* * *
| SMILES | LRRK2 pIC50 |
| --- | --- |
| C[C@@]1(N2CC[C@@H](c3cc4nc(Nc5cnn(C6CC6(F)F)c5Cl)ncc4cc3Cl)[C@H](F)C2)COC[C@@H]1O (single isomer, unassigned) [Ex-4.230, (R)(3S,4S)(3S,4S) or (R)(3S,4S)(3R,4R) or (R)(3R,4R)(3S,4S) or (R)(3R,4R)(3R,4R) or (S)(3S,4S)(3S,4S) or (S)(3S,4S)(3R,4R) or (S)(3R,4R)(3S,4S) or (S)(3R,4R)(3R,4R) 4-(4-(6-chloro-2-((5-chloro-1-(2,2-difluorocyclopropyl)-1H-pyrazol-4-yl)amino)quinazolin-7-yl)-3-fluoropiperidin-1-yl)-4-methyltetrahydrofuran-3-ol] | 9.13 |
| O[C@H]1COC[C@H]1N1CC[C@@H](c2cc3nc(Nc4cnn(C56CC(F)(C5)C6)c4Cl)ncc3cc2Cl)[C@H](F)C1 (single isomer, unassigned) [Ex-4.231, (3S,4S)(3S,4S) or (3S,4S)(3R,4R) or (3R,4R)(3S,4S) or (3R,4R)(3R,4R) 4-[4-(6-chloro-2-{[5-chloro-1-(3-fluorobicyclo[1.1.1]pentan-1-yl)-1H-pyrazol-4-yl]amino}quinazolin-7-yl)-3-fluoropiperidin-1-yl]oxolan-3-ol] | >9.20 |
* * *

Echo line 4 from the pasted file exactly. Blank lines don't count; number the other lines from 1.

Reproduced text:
| O[C@H]1COC[C@H]1N1CC[C@@H](c2cc3nc(Nc4cnn(C56CC(F)(C5)C6)c4Cl)ncc3cc2Cl)[C@H](F)C1 (single isomer, unassigned) [Ex-4.231, (3S,4S)(3S,4S) or (3S,4S)(3R,4R) or (3R,4R)(3S,4S) or (3R,4R)(3R,4R) 4-[4-(6-chloro-2-{[5-chloro-1-(3-fluorobicyclo[1.1.1]pentan-1-yl)-1H-pyrazol-4-yl]amino}quinazolin-7-yl)-3-fluoropiperidin-1-yl]oxolan-3-ol] | >9.20 |